I believe in yogurt because it’s creamy and a good use of milk that would otherwise go sour. Think about it: Where does all the sour milk go? That goes for people too. Not that we ferment, though I guess we do lactate, but everyone has skills and desires that go unused and unmet, and they sour. How can we make yogurt of these soured attributes? How do we make something delicious, how do we salvage them?

I was like, dude, how in the world did you manage to bring human lactation into your oral report? If I ever said anything half that creative, half that unusual, my best friends would divorce my ass. How can a guy be so comfortable with being weird?

The kid is behind the ordering window, his chin on his hands like he’s uber bored, staring off into space. He’s wearing a maroon V-neck T-shirt that highlights his almost alabaster, toothpick-thin arms, which take up almost the entire windowsill. He has dark emo hair that covers his eyes.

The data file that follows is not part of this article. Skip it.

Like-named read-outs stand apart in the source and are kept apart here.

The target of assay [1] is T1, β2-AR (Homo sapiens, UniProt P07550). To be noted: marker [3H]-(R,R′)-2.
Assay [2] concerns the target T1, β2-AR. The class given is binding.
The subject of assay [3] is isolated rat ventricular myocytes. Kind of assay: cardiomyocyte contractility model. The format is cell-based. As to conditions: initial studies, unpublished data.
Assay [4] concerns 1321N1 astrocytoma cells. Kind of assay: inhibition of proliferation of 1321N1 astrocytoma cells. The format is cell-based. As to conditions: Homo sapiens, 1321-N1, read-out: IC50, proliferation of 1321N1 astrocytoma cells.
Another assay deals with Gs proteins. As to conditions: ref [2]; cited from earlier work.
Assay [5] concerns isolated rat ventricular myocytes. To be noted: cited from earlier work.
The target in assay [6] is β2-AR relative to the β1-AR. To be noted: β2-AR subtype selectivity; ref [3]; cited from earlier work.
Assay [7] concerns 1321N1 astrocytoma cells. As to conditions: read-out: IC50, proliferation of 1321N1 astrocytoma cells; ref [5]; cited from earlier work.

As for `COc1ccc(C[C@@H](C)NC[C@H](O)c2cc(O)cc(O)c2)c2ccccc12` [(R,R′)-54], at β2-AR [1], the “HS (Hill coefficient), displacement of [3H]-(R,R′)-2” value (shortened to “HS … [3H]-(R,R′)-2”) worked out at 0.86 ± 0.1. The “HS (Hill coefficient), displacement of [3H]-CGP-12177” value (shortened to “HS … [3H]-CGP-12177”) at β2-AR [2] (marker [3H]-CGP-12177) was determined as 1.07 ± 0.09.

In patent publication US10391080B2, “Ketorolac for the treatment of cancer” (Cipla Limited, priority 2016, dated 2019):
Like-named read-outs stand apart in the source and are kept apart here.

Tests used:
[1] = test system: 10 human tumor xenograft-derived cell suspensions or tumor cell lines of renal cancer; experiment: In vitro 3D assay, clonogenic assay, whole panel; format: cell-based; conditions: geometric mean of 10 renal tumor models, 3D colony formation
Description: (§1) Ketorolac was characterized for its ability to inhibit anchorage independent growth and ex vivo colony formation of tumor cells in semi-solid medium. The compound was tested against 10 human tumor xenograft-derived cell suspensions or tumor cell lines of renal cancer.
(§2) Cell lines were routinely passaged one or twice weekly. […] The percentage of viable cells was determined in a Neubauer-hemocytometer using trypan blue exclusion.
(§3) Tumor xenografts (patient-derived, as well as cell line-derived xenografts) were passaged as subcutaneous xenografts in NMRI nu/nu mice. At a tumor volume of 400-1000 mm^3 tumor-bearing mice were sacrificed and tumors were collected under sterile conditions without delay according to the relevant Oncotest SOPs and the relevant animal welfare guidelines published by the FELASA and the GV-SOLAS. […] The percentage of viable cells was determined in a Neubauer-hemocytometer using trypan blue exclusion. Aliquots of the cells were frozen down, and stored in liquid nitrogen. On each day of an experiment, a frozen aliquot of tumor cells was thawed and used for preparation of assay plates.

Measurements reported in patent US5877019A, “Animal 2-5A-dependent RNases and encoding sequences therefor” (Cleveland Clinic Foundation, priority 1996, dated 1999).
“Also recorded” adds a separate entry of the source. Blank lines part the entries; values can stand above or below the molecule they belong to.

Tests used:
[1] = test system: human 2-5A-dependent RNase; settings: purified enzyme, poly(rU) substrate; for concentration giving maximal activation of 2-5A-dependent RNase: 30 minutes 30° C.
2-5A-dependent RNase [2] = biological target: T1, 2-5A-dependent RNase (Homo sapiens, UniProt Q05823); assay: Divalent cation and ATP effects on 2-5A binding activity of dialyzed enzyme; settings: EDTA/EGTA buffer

I walk up to him, and he turns and sees me. I smile, and his eyes go wide like he’s shocked, like I’ve found him in his secret life as Food Truck Guy.

“What up?” I ask. “You go to Mesa-Guadalupe, right?”

He gulps and looks around nervously, and I immediately feel sorry I said anything. “Oh hey. Yeah.”

Acne blemishes dot his cheeks, and his eyebrows look manscaped, raised up at the ends. It makes him look a little bit like the angry chicken, or maybe just like he’s questioning everything and everyone. Not sure if he’s gay or not, but anyway, he’s that kind of emo kid who hates jocks. I can just tell.

“I’m Max,” I say.

He looks behind him. There’s a large blond woman frantically scraping off the grill with the edge of a metal spatula. Maybe his mom?

He turns back to me. “Jordan,” he says, kinda monotone.

“Nice to meet you. And you work on a food truck. That’s cool.”

“Is it?” he mumbles, raising an eyebrow, and I nod my head because, yeah. It totally is. I’m about to be sentenced to a summer at State Farm Insurance with my mom as punishment for a night I wish didn’t even happen, and I’d much rather do this than that.

I point to the truck and read the name. “Coq au Vinny?” I ask.

“Yup,” he says, like he thinks it’s embarrassing. “Coq au Vinny. Um. ‘We do Italian things with chicken.’ ”

I laugh. There he goes again, saying shit I could never get away with. “Italian things, eh?”

He raises his eyebrows twice in quick succession. It just makes his face more angular, and it’s like I can’t look away. “This ain’t exactly Florence. Well, it’s almost Florence, Arizona, I guess.” His voice is soft, a little high.

“Ha. So nothing too fancy, eh?”